Sunday, 17 June 2012

FILM@LXG: Prometheus_ Android Love

I watched Prometheus. Epic. It took about five minutes after the end credits for me to remember to close my mouth. Mostly for the right reasons... although there were some scenes that just left me stunned and I'm still not sure why - perhaps just waiting for my brain to still catch up.

Ridley Scott goes to places few other directors dare to venture - and on this wild celluloid ride into humanity's future/destiny/fate/origins, his pivotal character is ironically not human at all...

"David" is a state-of-the-art android; caretaker and steward of the human crew who set out for the stars aboard the starship, Prometheus.

He is just the latest incarnation of a line of memorable, more-human-than-human robot characters brought to life by Ridley Scott and those that followed in his wake. In the Alien franchise alone, we now have A, B, C, and D: Ash, Bishop, Call and of course David.

But to me the greatest on-screen rendition of a robot at odds with his prime directive is Roy Batty, the Nexus-6 Replicant, who stole every scene in Ridley Scott's Blade Runner.

Scott's love affair with the robot has taken him full circle, and in the disturbingly perfect semblance of humanity that is David, we see what in many ways may have been the beginnings of Roy, before the experiences of his volatile 4-year existence had taken their toll.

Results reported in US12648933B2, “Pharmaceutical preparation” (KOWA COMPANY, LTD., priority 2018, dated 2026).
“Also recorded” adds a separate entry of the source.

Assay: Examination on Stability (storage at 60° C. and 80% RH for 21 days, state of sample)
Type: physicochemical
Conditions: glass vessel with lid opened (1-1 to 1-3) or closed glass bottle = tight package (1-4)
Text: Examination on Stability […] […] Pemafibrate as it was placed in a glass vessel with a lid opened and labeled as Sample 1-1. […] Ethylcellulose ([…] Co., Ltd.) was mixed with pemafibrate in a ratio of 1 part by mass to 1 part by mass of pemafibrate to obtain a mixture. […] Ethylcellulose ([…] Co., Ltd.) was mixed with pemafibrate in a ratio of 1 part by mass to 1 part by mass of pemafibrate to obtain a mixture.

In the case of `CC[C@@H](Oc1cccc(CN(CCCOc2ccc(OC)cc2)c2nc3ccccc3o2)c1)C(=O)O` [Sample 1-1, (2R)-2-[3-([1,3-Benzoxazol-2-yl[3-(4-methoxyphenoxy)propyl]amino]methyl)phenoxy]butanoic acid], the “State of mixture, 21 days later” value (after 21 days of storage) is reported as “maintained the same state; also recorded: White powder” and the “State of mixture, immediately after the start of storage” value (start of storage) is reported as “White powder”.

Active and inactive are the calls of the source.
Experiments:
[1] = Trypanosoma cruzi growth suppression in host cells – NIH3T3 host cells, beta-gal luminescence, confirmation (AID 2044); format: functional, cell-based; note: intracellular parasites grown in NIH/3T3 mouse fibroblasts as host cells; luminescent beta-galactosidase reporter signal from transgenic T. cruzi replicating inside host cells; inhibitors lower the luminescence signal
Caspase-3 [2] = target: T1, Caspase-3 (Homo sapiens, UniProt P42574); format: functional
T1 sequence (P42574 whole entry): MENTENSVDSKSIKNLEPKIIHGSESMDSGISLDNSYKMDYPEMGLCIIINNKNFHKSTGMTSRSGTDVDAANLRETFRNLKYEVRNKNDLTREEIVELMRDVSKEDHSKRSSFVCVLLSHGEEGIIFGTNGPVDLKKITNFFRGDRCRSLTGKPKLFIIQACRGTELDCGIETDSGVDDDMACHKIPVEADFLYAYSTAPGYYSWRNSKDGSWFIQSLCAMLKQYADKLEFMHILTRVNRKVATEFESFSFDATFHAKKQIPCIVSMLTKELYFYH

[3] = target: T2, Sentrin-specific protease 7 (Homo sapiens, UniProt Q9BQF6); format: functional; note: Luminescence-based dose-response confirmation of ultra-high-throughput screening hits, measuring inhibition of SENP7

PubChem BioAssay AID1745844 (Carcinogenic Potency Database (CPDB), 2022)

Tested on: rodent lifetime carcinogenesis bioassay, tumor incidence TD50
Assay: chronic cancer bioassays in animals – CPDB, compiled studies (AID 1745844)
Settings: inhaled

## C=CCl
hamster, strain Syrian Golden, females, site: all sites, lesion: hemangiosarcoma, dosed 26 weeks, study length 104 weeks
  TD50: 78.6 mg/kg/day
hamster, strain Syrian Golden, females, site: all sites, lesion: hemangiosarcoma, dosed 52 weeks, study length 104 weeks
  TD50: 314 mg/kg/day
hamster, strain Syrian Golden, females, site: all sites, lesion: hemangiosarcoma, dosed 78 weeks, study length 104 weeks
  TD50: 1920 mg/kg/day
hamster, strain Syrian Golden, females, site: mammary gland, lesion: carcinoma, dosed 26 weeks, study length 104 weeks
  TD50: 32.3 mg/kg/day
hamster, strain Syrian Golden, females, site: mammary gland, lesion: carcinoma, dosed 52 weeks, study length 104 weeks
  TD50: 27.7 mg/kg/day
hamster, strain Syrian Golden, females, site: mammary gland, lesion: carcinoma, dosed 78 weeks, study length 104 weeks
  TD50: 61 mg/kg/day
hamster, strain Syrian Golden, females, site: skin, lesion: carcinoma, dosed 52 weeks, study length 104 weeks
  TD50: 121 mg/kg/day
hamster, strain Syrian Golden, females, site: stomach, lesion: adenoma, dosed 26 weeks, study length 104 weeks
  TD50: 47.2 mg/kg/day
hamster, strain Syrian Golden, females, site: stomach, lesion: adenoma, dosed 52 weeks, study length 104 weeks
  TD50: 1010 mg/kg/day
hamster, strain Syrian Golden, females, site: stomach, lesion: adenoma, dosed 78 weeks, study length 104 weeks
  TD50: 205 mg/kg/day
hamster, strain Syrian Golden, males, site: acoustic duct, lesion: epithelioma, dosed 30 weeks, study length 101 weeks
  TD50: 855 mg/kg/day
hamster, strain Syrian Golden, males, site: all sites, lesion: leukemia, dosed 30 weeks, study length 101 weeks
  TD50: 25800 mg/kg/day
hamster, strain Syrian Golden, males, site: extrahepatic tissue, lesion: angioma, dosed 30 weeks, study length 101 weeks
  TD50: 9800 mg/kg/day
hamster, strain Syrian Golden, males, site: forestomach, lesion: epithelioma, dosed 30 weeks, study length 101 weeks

As Tyrell refers to Roy Batty as his 'prodigal son', so too does Peter Weyland describe David as the 'closet thing he ever had to a son'; that similar, tragic relationship between machine and maker...

Given time to develop, 8th Gen. David  may one day question his role of carrying out tasks that his "human counterparts find... distressing." But of course that's a potential storyline for Scott to decide on. Hopefully he will.

There are many things that can be said about Prometheus, and its obviously going to be spoken about for many years to come. But David as portrayed by Michael Fassbender (the performance of his career, thus far) is set to become a truly iconic character.

(I always believed there could be no-one else to reprise the role of Roy Batty in any sequel/reload of Blade Runner, which was why I have been against such an idea. But now in Fassbender, I see a fitting successor to Rutger Hauer's haunting portrayal).

Mr. C
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